California Institute of Technology -- Division of Biology -- Bi 11 Organismic Biology

Terrestrial Organisms: Introduction

Important characteristics of terrestrial environments, as contrasted to aquatic environments:

1. Dry. Water vapor pressure of the environment is frequently lower than a value that would be in equilibrium with the aqueous solutions in organisms ( = relative humidity of ~99.4%). Therefore, organisms must control the rate of water loss from the general body surface, and from specialized surfaces involved in food absorption, respiration, and/or excretion.

2. The surrounding fluid medium (air) has much lower density than water. It provides much less buoyancy, but it also offers less resistance to movement. What is the net result?

3. Oxygen is much more readily available than in aquatic environments. But note carefully that this statement means that the oxygen content is higher, and that the diffusion coefficient is greater, but not that the partial pressure is different. In contrast, the carbon dioxide content of air is lower than the carbon dioxide content of sea water and some other aqueous environments.

4. The environmental temperature of terrestrial environments is less stable . But, on the other hand, in air it is easier to maintain a body temperature that is different from the environmental temperature because air has a lower heat capacity and conductivity than water.

5. Macroscopic plants are available as the major food source for animals.
*Terrestrial plants typically obtain nutrients such as N and P from soils, and also water from soils. The evolution of roots for uptake from soils and a vascular system for distribution through the plant body was a major adaptation enabling large terrestrial plants. Diffusion is not an important consideration for nutrient uptake.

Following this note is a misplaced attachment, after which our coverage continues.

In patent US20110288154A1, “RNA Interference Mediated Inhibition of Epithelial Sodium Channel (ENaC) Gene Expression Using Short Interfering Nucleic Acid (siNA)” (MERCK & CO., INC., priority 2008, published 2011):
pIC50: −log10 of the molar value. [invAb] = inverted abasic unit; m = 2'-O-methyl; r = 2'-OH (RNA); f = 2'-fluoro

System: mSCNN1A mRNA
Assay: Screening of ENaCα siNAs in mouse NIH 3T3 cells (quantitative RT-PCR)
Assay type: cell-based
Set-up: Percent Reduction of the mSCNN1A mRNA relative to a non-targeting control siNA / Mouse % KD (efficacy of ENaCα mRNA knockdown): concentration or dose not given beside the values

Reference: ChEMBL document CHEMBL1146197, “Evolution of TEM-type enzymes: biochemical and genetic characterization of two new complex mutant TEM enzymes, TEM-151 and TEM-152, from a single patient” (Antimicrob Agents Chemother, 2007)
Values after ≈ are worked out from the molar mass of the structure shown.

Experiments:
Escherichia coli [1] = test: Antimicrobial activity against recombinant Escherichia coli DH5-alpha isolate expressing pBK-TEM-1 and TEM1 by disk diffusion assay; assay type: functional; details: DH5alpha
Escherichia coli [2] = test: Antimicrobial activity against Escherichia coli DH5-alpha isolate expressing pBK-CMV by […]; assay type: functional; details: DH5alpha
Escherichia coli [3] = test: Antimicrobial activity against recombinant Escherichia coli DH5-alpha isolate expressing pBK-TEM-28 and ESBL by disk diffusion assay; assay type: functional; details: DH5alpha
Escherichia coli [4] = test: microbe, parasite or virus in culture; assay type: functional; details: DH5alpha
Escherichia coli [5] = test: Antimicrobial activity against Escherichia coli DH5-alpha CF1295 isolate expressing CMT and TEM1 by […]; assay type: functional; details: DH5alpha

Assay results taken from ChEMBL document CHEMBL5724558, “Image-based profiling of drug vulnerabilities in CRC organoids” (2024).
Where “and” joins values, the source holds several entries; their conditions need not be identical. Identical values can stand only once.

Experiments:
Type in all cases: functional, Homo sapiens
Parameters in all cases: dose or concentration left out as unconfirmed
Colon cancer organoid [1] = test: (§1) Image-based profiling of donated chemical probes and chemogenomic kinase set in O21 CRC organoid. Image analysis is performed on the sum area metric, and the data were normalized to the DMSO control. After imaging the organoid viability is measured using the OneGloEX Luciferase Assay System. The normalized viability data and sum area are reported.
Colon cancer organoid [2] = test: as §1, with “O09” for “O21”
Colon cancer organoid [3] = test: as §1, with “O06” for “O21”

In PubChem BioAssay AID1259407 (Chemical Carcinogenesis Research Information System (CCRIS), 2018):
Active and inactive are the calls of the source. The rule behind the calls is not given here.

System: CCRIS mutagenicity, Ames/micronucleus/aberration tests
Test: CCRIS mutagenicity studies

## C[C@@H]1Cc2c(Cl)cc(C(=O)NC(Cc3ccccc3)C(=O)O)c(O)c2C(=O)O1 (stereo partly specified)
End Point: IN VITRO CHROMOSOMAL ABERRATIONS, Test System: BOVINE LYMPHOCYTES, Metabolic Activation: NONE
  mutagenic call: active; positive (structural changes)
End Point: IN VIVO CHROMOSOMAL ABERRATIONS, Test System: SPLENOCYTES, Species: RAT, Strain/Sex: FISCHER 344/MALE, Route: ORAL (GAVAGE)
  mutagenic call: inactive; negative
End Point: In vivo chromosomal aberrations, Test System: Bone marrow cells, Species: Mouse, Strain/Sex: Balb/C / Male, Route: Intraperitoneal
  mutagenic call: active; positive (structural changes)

*However, diffusion might be more of a problem for carbon dioxide uptake, since its concentration in air is low. Since almost all terrestrial plants have a substratum to attach to, they can utilize air convection to bring carbon dioxide, and therefore do not have to rely entirely on diffusion, and can be large. In many cases, diffusion would be adequate for an isolated plant.
*Since plants are large, animals at the second trophic level (herbivors) can be large, in contrast to the oceans where large animals are only feasible at the 3rd or 4th trophic level (or higher). Since the energy available to the 2nd trophic level is much more than at higher trophic levels, the total biomass of large animals that can be supported in terrestrial environments is larger.

Three groups of organisms have been successful in adapting to dry, terrestrial environments:
Vascular plants
Higher vertebrates
Paleontological data indicate that the invasion of terrestrial environments by these groups occured relatively late -- in the last 400 Ma -- after all of the invertebrate phyla were well established in marine environments. There is at least some sense in which this was a coevolution : the animals dependent upon the plants for food, and the plants dependent upon the animals for pollination and dispersal.
Among the vascular plants, it is the seed-bearing plants, Gymnosperms and Angiosperms, that have been most successful. Before their appearance, the dominant land plants were the ferns and their relatives (Pteridophytes). These plants still require a moist environment for sexual reproduction, and rely upon spores rather than seeds for dispersal. The sporophyte is the dominant form, but the gametophyte is also a free-living organism, rather than a tiny parasitic form as in the Angiosperms.